Today’s blog is from Jenny Waymont, who recently completed her PhD and is now working with Brain Health Scotland. You may recognise Jenny from previous blogs, and also featured as an ECR in the SDRC Annual Report 2020. Jenny tells us about her where her career is taking her so far, and lessons on making the most out of seemingly less-than-ideal situations.

Everything Is Terrible, But Maybe That’s Not A Bad Thing?

Towards the end of my BSc, my mental health took a turn for the worse as I tried to press on through poorly treated cPTSD, depression, and anxiety. About half-way through my MSc, I sustained a head injury (pathetically mild and not even while doing anything fun) that nevertheless left me unable to concentrate, remember very much, or form fluent sentences for about the following 6 months (combine that with the aforementioned mental illness). I managed to finish that MSc, and another, thankfully in largely uneventful personal circumstances (unless you include the aforementioned mental illness), the only looming threat at that point being the faint possibility that the neighbourly folks of the UK might vote to leave the EU. So, with those being my previous experiences of real life interfering with academic life, finishing my PhD in a literal pandemic almost felt par for the course. Still, when I sat in that PhD interview and (perhaps arrogantly) assured my future supervisors that I had the resilience it takes to be a successful PhD candidate, I don’t think any of us in the room expected that challenge to rise to “Can you complete your PhD research through Brexit, a Donald Trump presidency, occasional threats of nuclear war, a handful of UK general elections, and all of the other unprecedented socio-political events that will come to occur on an almost daily basis, and then write up your thesis and pass your viva during a pandemic after having no meaningful social interaction with anyone for months?”. It’s been a lot.

 

This isn’t a plea for sympathy. Despite everything that has happened and that continues to happen, as I like to flippantly joke; it’s character building. If none of that stuff had happened to me – if none of these things ever happened to us – we’d never get to learn what we’re capable of surviving and of the ways in which we’re capable of thriving. There have been and there will be days when everything feels very unfair and I feel very sorry for myself, and that’s fine and necessary and part of the process of adapting to what we’ve all been adapting to this past year, but on the good days (which are fortunately in the majority for me now) I deeply appreciate how lucky I am. The day before the first lockdown was announced, I’d just finished my last session with a fantastic NHS psychological therapist that I had been seeing for the year prior. Had I not had the history that I do, I wouldn’t have been able to go into this pandemic with anywhere near the level of resilience I’ve had the opportunity to develop. As a result of that (and, of course, other circumstances in my favour such as not having childcare to worry about), I haven’t had a particularly bad pandemic experience.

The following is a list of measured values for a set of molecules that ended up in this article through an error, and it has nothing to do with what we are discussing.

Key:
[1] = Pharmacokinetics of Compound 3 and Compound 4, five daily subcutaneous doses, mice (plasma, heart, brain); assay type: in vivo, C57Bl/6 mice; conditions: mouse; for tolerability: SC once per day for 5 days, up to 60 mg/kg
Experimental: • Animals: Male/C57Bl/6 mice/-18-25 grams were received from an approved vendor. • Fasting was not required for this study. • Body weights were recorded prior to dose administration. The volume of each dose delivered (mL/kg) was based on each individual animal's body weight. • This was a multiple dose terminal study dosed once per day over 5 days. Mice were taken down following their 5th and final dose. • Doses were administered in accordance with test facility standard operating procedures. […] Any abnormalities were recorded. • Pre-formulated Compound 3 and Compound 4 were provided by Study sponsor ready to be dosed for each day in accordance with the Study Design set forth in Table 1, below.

That’s not to say it’s been entirely without challenges. It’s definitely an anti-climax to not get to celebrate finishing your PhD in any real way (I live alone, and my initial celebration consisted of cracking open my brand-new Swiffer – other brands are available – and cleaning my flat. Pretty sad). There were a tough few months after the PhD ended and before I got a job where – as a result of it being too overwhelming to juggle pandemic life/thesis/viva/grant applications/postdoc applications – I had no bridge funding in place and was only just beginning to get applications sent off post-viva. When I was in the midst of that financial panic phase, I had a huge spreadsheet of postdoc positions and jobs I’d found advertised that ranged from things I was genuinely passionate about but lacked postdoc experience to roles that I was probably over-qualified for and that, frankly, didn’t really interest me. Do you remember when you were 16 and you’d apply for a Saturday job at a shop and they’d say they can’t hire you because you haven’t worked in a shop before? It felt a lot like that.